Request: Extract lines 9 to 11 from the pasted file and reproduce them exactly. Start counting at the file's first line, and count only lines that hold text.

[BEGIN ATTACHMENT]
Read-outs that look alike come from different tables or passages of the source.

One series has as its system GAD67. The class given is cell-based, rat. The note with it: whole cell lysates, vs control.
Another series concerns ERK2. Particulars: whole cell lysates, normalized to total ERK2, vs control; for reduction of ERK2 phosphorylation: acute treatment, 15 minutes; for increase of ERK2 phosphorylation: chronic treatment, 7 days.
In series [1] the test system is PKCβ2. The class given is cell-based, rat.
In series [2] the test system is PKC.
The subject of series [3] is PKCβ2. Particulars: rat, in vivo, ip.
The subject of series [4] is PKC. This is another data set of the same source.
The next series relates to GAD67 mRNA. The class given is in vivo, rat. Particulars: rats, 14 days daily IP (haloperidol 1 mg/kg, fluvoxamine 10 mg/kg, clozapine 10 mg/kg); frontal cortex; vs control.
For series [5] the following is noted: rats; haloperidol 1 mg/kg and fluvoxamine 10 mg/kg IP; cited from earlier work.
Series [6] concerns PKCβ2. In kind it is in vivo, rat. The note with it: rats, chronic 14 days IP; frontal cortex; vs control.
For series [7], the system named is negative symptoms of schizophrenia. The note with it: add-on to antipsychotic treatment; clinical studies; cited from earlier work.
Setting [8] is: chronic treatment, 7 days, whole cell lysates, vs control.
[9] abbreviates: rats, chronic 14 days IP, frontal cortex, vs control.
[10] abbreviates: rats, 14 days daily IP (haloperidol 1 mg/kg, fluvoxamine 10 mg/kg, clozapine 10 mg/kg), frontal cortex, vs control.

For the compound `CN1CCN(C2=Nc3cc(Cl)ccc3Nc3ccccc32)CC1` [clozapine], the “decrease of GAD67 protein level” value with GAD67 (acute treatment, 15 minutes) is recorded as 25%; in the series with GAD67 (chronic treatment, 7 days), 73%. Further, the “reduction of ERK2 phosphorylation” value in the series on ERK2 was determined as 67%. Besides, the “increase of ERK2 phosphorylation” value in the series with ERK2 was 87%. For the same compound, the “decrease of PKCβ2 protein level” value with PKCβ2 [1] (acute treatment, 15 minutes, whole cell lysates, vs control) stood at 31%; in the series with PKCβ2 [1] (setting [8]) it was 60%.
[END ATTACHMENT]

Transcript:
For series [5] the following is noted: rats; haloperidol 1 mg/kg and fluvoxamine 10 mg/kg IP; cited from earlier work.
Series [6] concerns PKCβ2. In kind it is in vivo, rat. The note with it: rats, chronic 14 days IP; frontal cortex; vs control.
For series [7], the system named is negative symptoms of schizophrenia. The note with it: add-on to antipsychotic treatment; clinical studies; cited from earlier work.